Rep Nadler Getting Pushback by 2 Jewish Pols over Iran Deal

Saturday, August 22nd, 2015

(JNi.media) On Friday, Congressman Jerrold Nadler (D-NY) issued a statement saying he would vote in favor of President Obama’s proposed Iran deal.

“I bring to my analysis [of the agreement] the full weight of my responsibilities as a member of Congress, and my perspective as an American Jew who is both a Democrat and a strong supporter of Israel,” Nadler stated, noting: “I have sought to ignore the political pressures, as well as the demagoguery and hateful rhetoric on both sides that I think has been harmful to the overall political discourse.”

In a less analytical but much more colorful fashion, Assemblyman Dov Hikind (D-NY) told the Observer he had rented a double decker tour bus, covered it with images of the Ayatollah Ali Khameini, and left it for a few hours outside Nadler’s lower Manhattan office. Hikind told the Observer that next he is taking the bus on visits to other pro-Iran deal representatives.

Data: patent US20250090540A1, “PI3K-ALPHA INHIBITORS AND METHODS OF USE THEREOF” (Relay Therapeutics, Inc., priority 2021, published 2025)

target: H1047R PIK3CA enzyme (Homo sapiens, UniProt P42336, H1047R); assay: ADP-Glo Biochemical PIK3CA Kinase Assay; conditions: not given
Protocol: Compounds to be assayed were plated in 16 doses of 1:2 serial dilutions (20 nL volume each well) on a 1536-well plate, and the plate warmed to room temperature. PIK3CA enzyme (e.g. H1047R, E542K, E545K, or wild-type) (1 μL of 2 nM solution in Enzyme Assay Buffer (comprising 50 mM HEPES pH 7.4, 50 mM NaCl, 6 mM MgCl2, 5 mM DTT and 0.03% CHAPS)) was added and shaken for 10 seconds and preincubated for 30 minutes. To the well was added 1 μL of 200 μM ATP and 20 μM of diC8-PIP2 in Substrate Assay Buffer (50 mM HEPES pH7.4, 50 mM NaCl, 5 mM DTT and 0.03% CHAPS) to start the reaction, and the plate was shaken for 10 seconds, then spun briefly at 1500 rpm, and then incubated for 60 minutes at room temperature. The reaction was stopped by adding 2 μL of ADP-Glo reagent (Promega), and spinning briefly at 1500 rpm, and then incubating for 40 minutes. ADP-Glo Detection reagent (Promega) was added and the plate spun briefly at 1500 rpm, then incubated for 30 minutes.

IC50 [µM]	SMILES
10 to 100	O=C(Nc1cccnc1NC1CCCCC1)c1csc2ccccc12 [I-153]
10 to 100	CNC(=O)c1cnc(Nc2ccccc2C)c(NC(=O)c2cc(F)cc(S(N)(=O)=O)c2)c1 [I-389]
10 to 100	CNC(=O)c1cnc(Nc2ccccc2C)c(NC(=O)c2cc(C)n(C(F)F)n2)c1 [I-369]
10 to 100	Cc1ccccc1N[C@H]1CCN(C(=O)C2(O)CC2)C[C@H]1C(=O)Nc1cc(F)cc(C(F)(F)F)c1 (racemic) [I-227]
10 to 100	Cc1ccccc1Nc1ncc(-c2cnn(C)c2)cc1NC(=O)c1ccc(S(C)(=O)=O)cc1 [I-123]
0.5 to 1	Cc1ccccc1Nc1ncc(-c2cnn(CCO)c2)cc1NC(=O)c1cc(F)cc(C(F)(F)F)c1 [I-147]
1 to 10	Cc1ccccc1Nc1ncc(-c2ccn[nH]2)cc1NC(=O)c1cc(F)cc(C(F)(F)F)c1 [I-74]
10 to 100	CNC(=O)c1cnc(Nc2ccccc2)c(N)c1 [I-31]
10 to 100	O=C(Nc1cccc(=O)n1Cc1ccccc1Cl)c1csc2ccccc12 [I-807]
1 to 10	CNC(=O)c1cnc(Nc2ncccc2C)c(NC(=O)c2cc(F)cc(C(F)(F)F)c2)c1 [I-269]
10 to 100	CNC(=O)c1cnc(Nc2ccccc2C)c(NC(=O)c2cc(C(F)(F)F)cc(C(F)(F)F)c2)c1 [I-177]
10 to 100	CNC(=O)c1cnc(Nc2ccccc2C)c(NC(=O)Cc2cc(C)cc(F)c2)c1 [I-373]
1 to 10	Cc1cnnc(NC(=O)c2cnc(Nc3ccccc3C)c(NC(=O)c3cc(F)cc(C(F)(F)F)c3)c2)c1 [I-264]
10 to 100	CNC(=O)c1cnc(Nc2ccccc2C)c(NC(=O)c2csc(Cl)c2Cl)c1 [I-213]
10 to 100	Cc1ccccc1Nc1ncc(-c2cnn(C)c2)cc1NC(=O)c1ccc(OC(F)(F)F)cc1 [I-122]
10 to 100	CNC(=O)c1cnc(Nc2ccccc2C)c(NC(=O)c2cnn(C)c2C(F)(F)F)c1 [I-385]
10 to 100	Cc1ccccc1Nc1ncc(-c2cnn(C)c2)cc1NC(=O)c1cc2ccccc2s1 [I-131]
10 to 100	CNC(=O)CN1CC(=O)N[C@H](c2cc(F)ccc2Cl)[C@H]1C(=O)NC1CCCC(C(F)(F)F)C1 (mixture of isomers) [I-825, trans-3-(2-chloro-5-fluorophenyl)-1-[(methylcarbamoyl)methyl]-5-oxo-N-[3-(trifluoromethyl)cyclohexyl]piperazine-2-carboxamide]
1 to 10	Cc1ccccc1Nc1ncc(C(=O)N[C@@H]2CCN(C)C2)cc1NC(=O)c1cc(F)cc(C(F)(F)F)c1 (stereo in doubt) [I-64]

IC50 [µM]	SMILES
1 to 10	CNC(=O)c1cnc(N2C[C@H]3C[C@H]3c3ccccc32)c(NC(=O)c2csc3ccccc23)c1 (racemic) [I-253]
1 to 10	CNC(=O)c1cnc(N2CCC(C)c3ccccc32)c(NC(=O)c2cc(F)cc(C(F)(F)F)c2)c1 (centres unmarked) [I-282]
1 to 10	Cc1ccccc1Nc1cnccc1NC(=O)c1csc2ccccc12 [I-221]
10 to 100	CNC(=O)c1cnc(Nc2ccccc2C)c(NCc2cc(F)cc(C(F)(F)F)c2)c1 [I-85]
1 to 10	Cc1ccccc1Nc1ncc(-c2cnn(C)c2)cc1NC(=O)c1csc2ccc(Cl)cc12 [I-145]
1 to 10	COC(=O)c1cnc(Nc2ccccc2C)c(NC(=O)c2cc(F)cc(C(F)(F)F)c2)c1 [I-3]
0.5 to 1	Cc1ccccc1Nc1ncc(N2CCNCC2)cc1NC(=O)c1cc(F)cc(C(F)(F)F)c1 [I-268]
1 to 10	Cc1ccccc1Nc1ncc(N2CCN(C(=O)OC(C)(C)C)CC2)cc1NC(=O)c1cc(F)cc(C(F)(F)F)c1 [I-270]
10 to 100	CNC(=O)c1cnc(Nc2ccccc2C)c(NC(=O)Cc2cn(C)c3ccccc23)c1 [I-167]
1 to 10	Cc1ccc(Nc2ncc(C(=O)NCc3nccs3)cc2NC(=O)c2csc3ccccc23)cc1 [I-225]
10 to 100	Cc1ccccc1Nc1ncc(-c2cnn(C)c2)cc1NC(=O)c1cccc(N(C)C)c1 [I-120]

Councilman David Greenfield criticized Nadler on Facebook. “I join my fellow Brooklynites in outrage that Congressman Jerry Nadler has announced his support of the Iran deal against the overwhelming wishes of his Jewish constituency… We are furious that our community does not have a voice in Congress and can not forgive him.”

Nadler offered an analysis of the Iran deal that’s easily as exhaustive as the one offered by Senator Chuck Schumer in early August. Despite the fact that he reached the opposite conclusion, Nadler is respectful of the opponents of the deal, suggesting “the only decision that matters at this moment is whether to support or reject the agreement that is on the table now, not whether we could or should have gotten a better deal.”

Nadler also deals realistically with the consequences of an override of the anticipated presidential veto of what is certain to be a rejection of the deal by both Republican-controlled houses. He writes: